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Smaller startups like Dropshop, led by (from left) Rohit Fernandes, Ravi Teja and Udit Dhawan, offer an alternative route to digitization for mom-and-pop stores, giving proprietors more control over their destinies.
Smaller startups like Dropshop, led by (from left) Rohit Fernandes, Ravi Teja and Udit Dhawan, offer an alternative route to digitization for mom-and-pop stores, giving proprietors more control over their destinies.

Startups, MNCs are rushing to collect data from ‘kirana’ stores

With biggies like Reliance and upstarts like Dropshop going after retailers, you can expect your neighbourhood kirana store to start resembling a hypermarket

Despite the rise of ecommerce and hypermarkets, kirana stores account for 90% of FMCG retail sales in India. Their last-mile connection to consumers became even more pronounced amid lockdowns. They remain pivotal to India’s estimated $100 billion FMCG retail market.

If you can’t beat them, join them, goes the old adage. Amazon, Flipkart and Reliance are busy figuring out online-to-offline models to hook up with kirana stores for last-mile connectivity. But for many retailers, that would be like making a pact with the devil.

This is where smaller startups offer an alternative route to digitization for mom-and-pop stores that ostensibly gives them more control over their destinies. Bengaluru-based Dropshop provides a platform for retailers to order their supplies. For FMCG manufacturers, it’s an online distribution platform that allows them to serve more nooks and corners.

The potential transformation from a platform such as this, for both manufacturers and retailers, is from the data that’s captured, explains Udit Dhawan, co-founder and CEO of Dropshop, who was earlier a research scientist for Intel Labs. Retailers grapple with cash flow and depend on credit extended by distributors. But this is mostly ad hoc, based on relationships, without the tech and data for underwriting the credit.

Thus a platform like Dropshop, where transactions are recorded digitally, creates an alternative channel for rating and credit from NBFCs and banks, which could open up more favourable terms for many small retailers. “We are able to give credit to 90% of our retailers just by leveraging the data we have built on them," says Dhawan. Wider access to credit helps brands as well, because it’s the financing that often determines what’s put on the shelf.

Greater visibility

Retailers also get more choice. Just over a year into its startup journey, Dropshop serves 11 brands, six of which are among the top 10 FMCG brands in the country and five are smaller, challenger brands, says Dhawan. “If you take mosquito repellents, you can get everything from Goodknight to patches for kids from Dropshop," says Preethi Shetty from Arun Cosmetics in Kalyan Nagar, Bengaluru, which now gets almost all its supplies from Dropshop.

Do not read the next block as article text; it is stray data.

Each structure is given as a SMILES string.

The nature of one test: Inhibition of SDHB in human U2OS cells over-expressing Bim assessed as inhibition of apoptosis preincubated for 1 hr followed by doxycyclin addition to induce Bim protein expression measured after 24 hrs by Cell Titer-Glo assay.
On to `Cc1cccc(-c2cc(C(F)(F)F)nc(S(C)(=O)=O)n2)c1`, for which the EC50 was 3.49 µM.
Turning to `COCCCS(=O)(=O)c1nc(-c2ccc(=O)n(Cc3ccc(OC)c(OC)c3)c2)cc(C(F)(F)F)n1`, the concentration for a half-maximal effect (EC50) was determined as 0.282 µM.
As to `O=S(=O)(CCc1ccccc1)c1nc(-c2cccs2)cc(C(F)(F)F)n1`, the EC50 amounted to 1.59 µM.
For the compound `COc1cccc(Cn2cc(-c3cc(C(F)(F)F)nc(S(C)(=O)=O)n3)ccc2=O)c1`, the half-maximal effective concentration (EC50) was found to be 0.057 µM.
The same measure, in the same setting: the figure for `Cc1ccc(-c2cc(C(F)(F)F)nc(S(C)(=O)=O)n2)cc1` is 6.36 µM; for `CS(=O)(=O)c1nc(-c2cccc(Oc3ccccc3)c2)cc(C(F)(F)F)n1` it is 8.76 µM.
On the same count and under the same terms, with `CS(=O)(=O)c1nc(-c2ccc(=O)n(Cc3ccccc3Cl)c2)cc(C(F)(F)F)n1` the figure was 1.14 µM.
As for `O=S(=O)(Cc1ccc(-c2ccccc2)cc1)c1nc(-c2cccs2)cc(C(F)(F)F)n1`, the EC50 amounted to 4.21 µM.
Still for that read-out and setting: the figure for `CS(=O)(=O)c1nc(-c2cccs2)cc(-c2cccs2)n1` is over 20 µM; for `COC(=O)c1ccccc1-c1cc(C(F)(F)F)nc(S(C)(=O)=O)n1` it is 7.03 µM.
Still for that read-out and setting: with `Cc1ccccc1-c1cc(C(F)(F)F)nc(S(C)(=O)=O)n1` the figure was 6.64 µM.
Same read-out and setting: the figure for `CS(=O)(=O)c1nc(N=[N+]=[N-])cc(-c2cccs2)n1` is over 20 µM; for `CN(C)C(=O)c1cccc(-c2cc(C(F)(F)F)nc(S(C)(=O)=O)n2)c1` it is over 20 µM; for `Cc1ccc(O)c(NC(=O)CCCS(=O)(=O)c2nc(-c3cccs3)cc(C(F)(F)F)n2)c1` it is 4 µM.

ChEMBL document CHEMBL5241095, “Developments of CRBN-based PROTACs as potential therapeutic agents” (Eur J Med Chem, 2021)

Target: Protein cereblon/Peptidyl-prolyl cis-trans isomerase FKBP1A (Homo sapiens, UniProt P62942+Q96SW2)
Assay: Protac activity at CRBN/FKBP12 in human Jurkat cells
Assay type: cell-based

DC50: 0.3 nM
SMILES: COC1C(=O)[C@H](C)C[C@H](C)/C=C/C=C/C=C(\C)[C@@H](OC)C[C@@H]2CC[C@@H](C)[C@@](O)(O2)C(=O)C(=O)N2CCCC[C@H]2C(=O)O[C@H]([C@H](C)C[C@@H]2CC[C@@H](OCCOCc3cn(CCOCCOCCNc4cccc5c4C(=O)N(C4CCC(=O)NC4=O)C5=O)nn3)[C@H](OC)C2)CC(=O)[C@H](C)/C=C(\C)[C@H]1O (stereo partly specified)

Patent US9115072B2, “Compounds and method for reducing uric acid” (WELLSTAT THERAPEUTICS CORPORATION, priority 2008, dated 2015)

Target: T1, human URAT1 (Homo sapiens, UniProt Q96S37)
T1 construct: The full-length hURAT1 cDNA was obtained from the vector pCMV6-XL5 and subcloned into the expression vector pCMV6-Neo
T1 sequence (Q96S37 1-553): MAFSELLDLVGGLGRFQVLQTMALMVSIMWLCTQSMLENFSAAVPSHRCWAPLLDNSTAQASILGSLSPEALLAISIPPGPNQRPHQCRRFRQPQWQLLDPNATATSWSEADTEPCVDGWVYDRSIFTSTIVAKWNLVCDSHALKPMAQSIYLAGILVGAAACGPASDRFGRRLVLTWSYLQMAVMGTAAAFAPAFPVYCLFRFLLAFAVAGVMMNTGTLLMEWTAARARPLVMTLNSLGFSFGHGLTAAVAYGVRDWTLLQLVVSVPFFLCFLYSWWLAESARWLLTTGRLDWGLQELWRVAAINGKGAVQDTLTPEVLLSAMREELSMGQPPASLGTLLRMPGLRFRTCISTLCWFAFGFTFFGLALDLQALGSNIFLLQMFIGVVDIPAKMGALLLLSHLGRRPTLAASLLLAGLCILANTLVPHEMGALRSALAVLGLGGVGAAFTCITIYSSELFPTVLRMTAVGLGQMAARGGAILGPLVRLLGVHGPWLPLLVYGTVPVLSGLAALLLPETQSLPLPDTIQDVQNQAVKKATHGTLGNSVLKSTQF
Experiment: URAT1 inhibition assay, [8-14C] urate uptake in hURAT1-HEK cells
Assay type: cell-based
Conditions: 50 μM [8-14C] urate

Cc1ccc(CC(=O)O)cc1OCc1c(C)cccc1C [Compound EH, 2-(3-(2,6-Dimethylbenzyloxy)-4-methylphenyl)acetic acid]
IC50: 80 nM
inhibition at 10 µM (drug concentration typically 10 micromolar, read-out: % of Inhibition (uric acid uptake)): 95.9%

At the other end of this chain are the brands that operate through multiple distributors and wholesalers and have little visibility on the demand and inventory on the retail side. “Even in urban areas like Bengaluru, brands are not reaching many retailers in time. We bring real-time visibility on what’s selling where and what’s not selling," says Dhawan.

For brands, it not only means reaching more retailers and increasing sales, but also insights on their products and consumers in a range of micro-markets. This is vital especially for emerging brands for whom it’s crucial to identify the right retailers where their products will have takers and not waste time in areas where demand is less. The data also helps a retailer decide whether to put a new product on the shelf.

Predicting consumption based on orders creates other possibilities as well. “We have been experimenting with some outlets to auto-replenish their stock," says Dropshop co-founder Rohit Fernandes, who has a master’s degree in supply chain management from Nottingham University and ran a logistics startup called Shippr.

The problem Dropshop is tackling is multi-pronged, with elements of logistics, demand-supply linkage and credit, where data can have an impact on each of the elements. It’s a multi-layered business that has been done in an ad hoc manner historically," points out Asutosh Upadhyay, investment professional at Axilor Ventures, which has provided seed investment to Dropshop.

Ahead of the times

One of the first to attempt this was German multinational SAP which started Project Ganges a decade ago. It deployed PoS (point of sale) machines in kirana stores and hooked them to SAP Hana on the cloud for data crunching and networking with brands and distributors. But this pilot in Bengaluru fizzled out after a few years.

“We were taking on too many problems without the ecosystem being ready for it," recalls Neelakantan Padmanabhan from the SAP Ganges team, who is now with sales tech startup Lucep. Padmanabhan saw startups tackle different parts of this value chain over the years after leaving SAP Labs in 2015. But the closest to the platform approach of SAP Ganges, according to him, is that of Reliance’s “new commerce" initiative which aims to digitize kirana stores with PoS machines.

The ecosystem is ripe for it with Reliance Jio’s huge investments to boost internet usage and the push from GST and covid for retailers to go digital. Now, with biggies like Reliance and upstarts like Dropshop going after retailers, you can expect your neighbourhood kirana store to start resembling a hypermarket.

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